Day 78

“DAAAAAANGE…” The Lake God’s abrupt end to what seemed to be his mantra made the company shiver. What happened? Was the Lake God defeated? Did it break through the rock wall to begin cracking open the mountain? What was going on?

The company sat again in silence. No one looked at each other. Everything now felt like defeat.

“We may have to go before your mother gets back,” Tipper told Silverskin.

“And why’s that?” The young elf questioned.

“As you may have guessed, my charges aren’t just half humans. Their full blooded creatures of Earth.” Tipper paused to let that sink in. No one seemed to be surprised and he nodded solemnly. “Once everything dies down, your sub-queen might not want to have us around. Humans as you know aren’t exactly welcomed, and the fact that a long sleeping Lake God just so happened to wake up after a millennia when Gabbie got feet away from the lake, well…you can connect the dots, there.”

“You think Gabbie woke that monster up?” Ginger moaned.

“I’m not certain, but it’s best to leave before sub-queen Faeley jumps to the same conclusion I have.”

“Dear Kitsune, I am afraid that you are too late,” a melodic rumble echoed into the blue room. Tipper’s fox ears flattened to his his head and his tail twitched with agitation.

“Ah, sub-queen Faeley,” Tipper said. His tone remained calm and even, similar to how he treated the Elder. “What an honor to at least our host.”

“Save the theatrics, Kitsune.” Sub-queen Faeley strode into the room not like a queen, but as a warrior who had just scented fresh blood. Her vivid eyes landed on Alastair and the back of his neck prickled in admiration and fear. The sub-queen was still dressed from head to toe in battle armor, and now that she was closer, Alastair could feel her power pooling off of her in waves. The Royal Guards, Sannier, and another elf followed behind the sub-queen. The male elf next to Sannier must be her husband. He had the same silver skin as his son.

“Humans in my domain,” the sub-queen tsked. Her manner was soft, like a coiled up cat ready to strike with sharpened claws. “I never thought I would see humans again after the our Queen Inana’s father gave his life to banish them.” Faeley set her blazing attentions onto each of the five human children. She was short, but the way she looked down on them made her even taller than she was. “And see how much destruction they have already caused. The batals have gone insane and the Lake God collapsing our mountain before resting once more in its lake.”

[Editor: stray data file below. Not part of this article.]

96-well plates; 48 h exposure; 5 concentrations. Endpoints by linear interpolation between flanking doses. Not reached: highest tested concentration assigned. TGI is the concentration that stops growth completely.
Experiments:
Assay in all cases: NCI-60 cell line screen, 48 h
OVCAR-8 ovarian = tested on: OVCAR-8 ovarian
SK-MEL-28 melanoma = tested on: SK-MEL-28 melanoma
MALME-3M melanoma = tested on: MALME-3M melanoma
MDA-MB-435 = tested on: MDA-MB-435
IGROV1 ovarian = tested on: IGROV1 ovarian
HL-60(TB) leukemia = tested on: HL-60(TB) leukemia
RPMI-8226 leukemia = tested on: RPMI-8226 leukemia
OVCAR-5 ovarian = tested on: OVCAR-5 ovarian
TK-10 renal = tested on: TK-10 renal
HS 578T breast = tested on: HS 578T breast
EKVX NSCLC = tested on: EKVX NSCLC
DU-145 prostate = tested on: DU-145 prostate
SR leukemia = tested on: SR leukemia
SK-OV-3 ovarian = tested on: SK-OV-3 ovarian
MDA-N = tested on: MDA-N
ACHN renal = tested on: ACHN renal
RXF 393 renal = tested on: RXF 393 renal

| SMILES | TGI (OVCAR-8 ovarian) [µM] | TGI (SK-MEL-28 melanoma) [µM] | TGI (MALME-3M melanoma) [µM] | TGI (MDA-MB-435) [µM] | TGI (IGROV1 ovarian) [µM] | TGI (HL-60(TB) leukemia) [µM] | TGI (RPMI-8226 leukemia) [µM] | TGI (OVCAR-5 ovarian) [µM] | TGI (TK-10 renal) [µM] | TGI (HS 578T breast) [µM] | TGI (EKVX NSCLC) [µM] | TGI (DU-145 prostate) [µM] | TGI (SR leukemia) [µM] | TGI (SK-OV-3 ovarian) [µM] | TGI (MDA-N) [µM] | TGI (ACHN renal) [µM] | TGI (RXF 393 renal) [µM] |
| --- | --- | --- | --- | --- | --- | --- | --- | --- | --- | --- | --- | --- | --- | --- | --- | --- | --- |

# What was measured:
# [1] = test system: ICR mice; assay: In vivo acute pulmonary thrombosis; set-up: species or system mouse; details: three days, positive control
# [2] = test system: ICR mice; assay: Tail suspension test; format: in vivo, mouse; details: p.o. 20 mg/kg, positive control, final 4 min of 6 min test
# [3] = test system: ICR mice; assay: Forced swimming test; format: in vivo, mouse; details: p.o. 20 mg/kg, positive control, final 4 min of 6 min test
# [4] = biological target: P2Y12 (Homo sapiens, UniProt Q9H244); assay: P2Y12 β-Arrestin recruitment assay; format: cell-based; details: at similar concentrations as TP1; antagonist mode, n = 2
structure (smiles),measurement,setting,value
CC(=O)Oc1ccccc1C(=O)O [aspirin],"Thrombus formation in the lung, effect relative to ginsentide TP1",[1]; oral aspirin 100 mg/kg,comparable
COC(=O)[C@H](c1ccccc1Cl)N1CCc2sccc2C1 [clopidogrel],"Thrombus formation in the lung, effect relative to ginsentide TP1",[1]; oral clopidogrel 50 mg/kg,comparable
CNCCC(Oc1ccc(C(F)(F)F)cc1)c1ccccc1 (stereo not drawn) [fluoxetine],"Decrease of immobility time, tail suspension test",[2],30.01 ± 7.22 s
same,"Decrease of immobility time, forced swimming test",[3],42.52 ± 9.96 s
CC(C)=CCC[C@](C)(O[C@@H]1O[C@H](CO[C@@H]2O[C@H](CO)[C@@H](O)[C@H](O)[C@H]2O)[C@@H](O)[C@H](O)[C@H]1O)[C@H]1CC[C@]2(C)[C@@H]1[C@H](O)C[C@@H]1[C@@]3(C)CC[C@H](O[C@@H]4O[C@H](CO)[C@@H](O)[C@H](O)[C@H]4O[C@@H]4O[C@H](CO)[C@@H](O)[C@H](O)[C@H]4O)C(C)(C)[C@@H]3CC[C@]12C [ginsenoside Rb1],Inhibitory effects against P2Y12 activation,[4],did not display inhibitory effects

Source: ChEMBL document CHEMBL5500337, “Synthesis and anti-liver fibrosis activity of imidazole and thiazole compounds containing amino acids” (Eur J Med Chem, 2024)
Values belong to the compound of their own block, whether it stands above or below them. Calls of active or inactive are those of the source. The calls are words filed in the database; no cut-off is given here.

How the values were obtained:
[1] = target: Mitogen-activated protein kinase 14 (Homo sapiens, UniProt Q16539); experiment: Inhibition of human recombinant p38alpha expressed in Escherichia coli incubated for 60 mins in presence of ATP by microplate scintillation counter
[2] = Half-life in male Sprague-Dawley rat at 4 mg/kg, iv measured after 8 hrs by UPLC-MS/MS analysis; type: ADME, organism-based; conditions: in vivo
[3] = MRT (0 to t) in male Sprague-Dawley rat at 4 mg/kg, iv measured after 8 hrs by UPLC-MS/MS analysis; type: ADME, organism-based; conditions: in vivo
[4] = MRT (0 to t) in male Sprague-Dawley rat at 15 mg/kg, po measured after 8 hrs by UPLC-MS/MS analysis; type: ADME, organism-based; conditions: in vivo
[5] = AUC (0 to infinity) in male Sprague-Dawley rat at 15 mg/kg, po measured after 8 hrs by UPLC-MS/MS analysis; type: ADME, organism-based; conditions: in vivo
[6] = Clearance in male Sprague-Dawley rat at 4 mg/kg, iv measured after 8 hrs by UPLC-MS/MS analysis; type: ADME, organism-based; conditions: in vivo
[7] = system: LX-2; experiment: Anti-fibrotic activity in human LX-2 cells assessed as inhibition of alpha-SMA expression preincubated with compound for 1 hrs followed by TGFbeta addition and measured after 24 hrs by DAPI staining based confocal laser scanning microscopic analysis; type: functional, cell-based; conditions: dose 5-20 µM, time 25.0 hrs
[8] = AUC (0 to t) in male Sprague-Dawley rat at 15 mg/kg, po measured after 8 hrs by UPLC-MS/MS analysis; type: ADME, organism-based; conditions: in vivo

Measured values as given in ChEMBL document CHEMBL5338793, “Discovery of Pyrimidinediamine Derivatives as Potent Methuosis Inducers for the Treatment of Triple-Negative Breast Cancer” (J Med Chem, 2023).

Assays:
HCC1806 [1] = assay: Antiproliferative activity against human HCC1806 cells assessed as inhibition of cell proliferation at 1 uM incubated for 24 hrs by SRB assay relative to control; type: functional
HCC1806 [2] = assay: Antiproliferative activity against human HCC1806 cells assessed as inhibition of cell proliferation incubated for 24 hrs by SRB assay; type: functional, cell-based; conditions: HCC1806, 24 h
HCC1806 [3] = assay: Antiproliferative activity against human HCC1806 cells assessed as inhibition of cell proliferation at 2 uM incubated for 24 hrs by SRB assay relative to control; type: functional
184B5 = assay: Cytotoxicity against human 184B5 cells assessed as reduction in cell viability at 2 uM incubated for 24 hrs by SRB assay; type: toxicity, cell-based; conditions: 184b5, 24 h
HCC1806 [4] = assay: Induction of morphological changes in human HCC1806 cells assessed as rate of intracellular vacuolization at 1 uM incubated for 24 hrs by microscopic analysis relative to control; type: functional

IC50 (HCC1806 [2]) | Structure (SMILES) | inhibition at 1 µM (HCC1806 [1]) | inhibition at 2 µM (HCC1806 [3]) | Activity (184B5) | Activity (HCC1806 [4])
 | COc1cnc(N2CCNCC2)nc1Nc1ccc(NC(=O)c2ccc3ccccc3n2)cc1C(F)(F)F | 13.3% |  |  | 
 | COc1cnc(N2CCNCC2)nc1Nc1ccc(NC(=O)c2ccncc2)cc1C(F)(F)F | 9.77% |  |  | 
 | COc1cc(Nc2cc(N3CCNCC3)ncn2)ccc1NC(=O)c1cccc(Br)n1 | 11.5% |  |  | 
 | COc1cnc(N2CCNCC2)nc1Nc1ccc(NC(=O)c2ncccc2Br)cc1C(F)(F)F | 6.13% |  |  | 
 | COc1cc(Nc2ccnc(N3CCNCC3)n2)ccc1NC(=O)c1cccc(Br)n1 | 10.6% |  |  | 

“The mountain is gone!?” Silverskin squeaked. He stood straight when the sub-queen shot him an icy stare.

“Yes. The home of many a rock elf for hundreds of years—gone.”

“No,” Gabbie moaned.

“Yes, and your fox friend was correct in assuming my calculated conclusions. Although we brought you into our home from the rage of the batals, I can no longer accept your presence.”

Day 77

There were the far-away cries of elf’s and their families, holed up into their own rooms to wait out the storm. A faint sound of rock crashing against rock vibrated down the warren. The children gulped in unison. Not rock against rock, but an oversized fist against a wall. Was the Lake God attempting to break down the rock wall sub-queen Faeley constructed? More crashing and more earthquakes tumbling and rumbling one after another. Perceval curled up on Lila’s lap, and she had not realized that she was stroking his tawny fur until hours later. Tipper and Digitalis sat shoulder to shoulder, whispering something to one another no one else could hear. Zane sat crossed legged sketching away in his book. He bit his lip, trying to keep the terrifying sounds out from his head.

“It’s my fault, isn’t it?” Silverskin muttered.

“No, it’s not. Weren’t the stories about the Lake God suppose to be just stories? How would we know?” Gabbie insisted. Her fingers brushed his shoulder in reassurance.

“What are you talking about?” Ginger asked after she sat down next to the two whispering friends.

“The Lake God. He wasn’t supposed to be real,” Gabbie said.

“You out of all the people I know, would be the last to think that something didn’t exist. Remember that one time you convinced me that a ghost lived under my bed? I couldn’t put my feet on the floor until morning because you said the ghost fed on the dark. What was worse was that you actually believed what you said!”

“Why wouldn’t she?” Asked Silverskin. “Ghosts are real.”

“Woah, for really real?” Gabbie gasped.